Source: S&P Dow Jones Indices and Bloomberg. Data year-over-year since 1978. Metals are lagged one year.
Source: S&P Dow Jones Indices and Bloomberg. Data year-over-year since 1978. Metals are lagged one year.

Even if Chinese demand might not be enough to boost the metals, there is still hope for the sector.  The correlation of metals to the US dollar has a higher (and inverse) relationship than to GDP growth, but the correlation is still only moderate.

Source: S&P Dow Jones Indices and Bloomberg. Data year-over-year since 1978.
Source: S&P Dow Jones Indices and Bloomberg. Data year-over-year since 1978.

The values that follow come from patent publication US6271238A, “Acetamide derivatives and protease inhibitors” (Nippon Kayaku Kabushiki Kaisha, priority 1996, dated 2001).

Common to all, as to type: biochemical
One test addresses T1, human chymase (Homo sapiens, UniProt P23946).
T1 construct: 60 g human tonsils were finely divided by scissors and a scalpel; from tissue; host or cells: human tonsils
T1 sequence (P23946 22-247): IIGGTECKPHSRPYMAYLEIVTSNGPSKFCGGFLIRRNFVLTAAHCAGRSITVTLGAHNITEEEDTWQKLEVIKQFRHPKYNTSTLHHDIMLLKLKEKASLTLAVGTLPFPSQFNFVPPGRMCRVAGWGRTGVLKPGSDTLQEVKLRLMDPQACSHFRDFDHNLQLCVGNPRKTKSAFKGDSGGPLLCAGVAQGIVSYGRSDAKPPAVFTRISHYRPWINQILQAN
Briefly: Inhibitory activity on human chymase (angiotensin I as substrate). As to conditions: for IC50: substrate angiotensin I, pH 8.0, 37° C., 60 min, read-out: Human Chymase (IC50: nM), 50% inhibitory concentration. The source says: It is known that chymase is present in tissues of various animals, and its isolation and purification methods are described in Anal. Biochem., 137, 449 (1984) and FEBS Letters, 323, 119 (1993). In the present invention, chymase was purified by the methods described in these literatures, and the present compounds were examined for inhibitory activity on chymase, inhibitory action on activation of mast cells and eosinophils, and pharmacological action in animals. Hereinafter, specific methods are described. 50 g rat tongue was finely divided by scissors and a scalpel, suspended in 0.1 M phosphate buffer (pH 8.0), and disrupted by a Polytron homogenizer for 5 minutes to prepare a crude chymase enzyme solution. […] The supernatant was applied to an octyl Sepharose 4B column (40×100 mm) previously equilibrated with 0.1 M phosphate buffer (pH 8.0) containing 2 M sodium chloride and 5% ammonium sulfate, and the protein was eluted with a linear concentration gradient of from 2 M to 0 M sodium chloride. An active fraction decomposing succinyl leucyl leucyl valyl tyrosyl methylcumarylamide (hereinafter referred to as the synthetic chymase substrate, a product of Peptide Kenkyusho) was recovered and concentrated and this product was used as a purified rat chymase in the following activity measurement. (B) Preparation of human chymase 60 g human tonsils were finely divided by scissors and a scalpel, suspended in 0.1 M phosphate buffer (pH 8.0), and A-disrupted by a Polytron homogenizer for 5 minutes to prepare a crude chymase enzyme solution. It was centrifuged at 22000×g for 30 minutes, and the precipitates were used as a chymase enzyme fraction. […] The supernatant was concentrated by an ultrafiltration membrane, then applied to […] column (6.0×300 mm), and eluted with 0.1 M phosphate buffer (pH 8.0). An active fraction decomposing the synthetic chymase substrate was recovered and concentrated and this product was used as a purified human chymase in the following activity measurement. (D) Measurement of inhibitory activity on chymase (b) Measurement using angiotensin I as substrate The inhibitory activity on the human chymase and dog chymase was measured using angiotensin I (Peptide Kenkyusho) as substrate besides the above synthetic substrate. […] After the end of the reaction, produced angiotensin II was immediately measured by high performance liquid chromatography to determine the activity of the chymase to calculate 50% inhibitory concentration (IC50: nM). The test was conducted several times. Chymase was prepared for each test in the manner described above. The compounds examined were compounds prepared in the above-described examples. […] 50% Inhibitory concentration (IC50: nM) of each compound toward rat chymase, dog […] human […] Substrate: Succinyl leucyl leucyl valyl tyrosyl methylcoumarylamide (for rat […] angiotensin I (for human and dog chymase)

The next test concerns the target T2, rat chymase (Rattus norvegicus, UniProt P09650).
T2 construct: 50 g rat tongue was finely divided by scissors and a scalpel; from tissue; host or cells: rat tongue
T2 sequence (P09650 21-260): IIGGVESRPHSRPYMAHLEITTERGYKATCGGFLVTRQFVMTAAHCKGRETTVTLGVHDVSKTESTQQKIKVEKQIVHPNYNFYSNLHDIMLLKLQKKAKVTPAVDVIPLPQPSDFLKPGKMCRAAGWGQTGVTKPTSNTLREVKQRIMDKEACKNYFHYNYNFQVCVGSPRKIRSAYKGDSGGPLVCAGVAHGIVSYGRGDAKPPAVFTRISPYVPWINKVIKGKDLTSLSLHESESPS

However, the weakening dollar helps metals more than any other commodity sector. In the past 10 years, for every 1% move down in the US dollar, gains in lead, nickel, copper, zinc and aluminum have been 7.2%, 6.1%, 5.3%, 4.6% and 2.2%, respectively. Also, silver has gained 6.0% and gold has gained 3.5% for every 1% slip in the dollar.  The weak dollar helps far more than a strong one hurts.

Source: S&P Dow Jones Indices and Bloomberg.
Source: S&P Dow Jones Indices and Bloomberg.

Besides the tailwind of a weakening dollar, there are noticeable shortages that have appeared. March was the first month the industrial metals sector was in backwardation since September 2015 and marked the third time in 18 months – that hasn’t happened since 2007, before the financial crisis.  

Source: S&P Dow Jones Indices.
Source: S&P Dow Jones Indices.